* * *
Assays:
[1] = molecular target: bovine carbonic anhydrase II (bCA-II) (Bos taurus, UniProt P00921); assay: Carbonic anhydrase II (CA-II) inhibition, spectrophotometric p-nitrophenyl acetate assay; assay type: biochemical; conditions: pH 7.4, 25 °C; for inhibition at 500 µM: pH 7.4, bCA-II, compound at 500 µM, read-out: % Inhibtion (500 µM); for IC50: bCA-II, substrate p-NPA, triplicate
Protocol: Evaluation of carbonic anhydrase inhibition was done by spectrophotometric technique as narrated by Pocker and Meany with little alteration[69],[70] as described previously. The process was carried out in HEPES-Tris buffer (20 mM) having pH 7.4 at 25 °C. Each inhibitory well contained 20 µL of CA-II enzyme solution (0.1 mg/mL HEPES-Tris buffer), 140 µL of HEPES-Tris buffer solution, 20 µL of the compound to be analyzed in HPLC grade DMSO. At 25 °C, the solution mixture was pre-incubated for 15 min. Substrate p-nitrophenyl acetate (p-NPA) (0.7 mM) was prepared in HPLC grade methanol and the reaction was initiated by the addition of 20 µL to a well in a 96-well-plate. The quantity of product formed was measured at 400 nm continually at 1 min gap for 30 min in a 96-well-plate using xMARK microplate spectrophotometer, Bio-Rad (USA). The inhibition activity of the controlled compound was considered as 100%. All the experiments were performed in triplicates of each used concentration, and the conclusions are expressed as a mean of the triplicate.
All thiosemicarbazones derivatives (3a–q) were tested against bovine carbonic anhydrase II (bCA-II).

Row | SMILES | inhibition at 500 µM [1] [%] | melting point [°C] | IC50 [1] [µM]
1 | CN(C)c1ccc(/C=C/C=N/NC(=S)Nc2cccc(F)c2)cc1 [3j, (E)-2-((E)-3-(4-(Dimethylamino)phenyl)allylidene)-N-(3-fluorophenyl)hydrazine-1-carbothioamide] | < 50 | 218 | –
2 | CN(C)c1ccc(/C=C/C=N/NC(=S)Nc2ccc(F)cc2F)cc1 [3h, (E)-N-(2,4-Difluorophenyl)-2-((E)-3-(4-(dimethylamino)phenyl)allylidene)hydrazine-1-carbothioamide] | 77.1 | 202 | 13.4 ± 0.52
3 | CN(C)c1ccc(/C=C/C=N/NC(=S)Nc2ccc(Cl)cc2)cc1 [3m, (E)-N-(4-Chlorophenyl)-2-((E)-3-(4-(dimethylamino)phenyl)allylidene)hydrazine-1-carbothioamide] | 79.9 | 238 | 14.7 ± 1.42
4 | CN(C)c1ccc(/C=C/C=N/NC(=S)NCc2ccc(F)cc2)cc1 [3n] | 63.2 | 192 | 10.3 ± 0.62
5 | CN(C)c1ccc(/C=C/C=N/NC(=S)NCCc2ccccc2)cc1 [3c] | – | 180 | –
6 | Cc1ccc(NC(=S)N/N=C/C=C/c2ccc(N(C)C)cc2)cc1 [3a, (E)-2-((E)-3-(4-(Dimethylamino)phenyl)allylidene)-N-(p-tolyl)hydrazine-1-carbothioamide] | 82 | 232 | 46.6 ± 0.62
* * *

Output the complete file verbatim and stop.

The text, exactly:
Assays:
[1] = molecular target: bovine carbonic anhydrase II (bCA-II) (Bos taurus, UniProt P00921); assay: Carbonic anhydrase II (CA-II) inhibition, spectrophotometric p-nitrophenyl acetate assay; assay type: biochemical; conditions: pH 7.4, 25 °C; for inhibition at 500 µM: pH 7.4, bCA-II, compound at 500 µM, read-out: % Inhibtion (500 µM); for IC50: bCA-II, substrate p-NPA, triplicate
Protocol: Evaluation of carbonic anhydrase inhibition was done by spectrophotometric technique as narrated by Pocker and Meany with little alteration[69],[70] as described previously. The process was carried out in HEPES-Tris buffer (20 mM) having pH 7.4 at 25 °C. Each inhibitory well contained 20 µL of CA-II enzyme solution (0.1 mg/mL HEPES-Tris buffer), 140 µL of HEPES-Tris buffer solution, 20 µL of the compound to be analyzed in HPLC grade DMSO. At 25 °C, the solution mixture was pre-incubated for 15 min. Substrate p-nitrophenyl acetate (p-NPA) (0.7 mM) was prepared in HPLC grade methanol and the reaction was initiated by the addition of 20 µL to a well in a 96-well-plate. The quantity of product formed was measured at 400 nm continually at 1 min gap for 30 min in a 96-well-plate using xMARK microplate spectrophotometer, Bio-Rad (USA). The inhibition activity of the controlled compound was considered as 100%. All the experiments were performed in triplicates of each used concentration, and the conclusions are expressed as a mean of the triplicate.
All thiosemicarbazones derivatives (3a–q) were tested against bovine carbonic anhydrase II (bCA-II).

Row | SMILES | inhibition at 500 µM [1] [%] | melting point [°C] | IC50 [1] [µM]
1 | CN(C)c1ccc(/C=C/C=N/NC(=S)Nc2cccc(F)c2)cc1 [3j, (E)-2-((E)-3-(4-(Dimethylamino)phenyl)allylidene)-N-(3-fluorophenyl)hydrazine-1-carbothioamide] | < 50 | 218 | –
2 | CN(C)c1ccc(/C=C/C=N/NC(=S)Nc2ccc(F)cc2F)cc1 [3h, (E)-N-(2,4-Difluorophenyl)-2-((E)-3-(4-(dimethylamino)phenyl)allylidene)hydrazine-1-carbothioamide] | 77.1 | 202 | 13.4 ± 0.52
3 | CN(C)c1ccc(/C=C/C=N/NC(=S)Nc2ccc(Cl)cc2)cc1 [3m, (E)-N-(4-Chlorophenyl)-2-((E)-3-(4-(dimethylamino)phenyl)allylidene)hydrazine-1-carbothioamide] | 79.9 | 238 | 14.7 ± 1.42
4 | CN(C)c1ccc(/C=C/C=N/NC(=S)NCc2ccc(F)cc2)cc1 [3n] | 63.2 | 192 | 10.3 ± 0.62
5 | CN(C)c1ccc(/C=C/C=N/NC(=S)NCCc2ccccc2)cc1 [3c] | – | 180 | –
6 | Cc1ccc(NC(=S)N/N=C/C=C/c2ccc(N(C)C)cc2)cc1 [3a, (E)-2-((E)-3-(4-(Dimethylamino)phenyl)allylidene)-N-(p-tolyl)hydrazine-1-carbothioamide] | 82 | 232 | 46.6 ± 0.62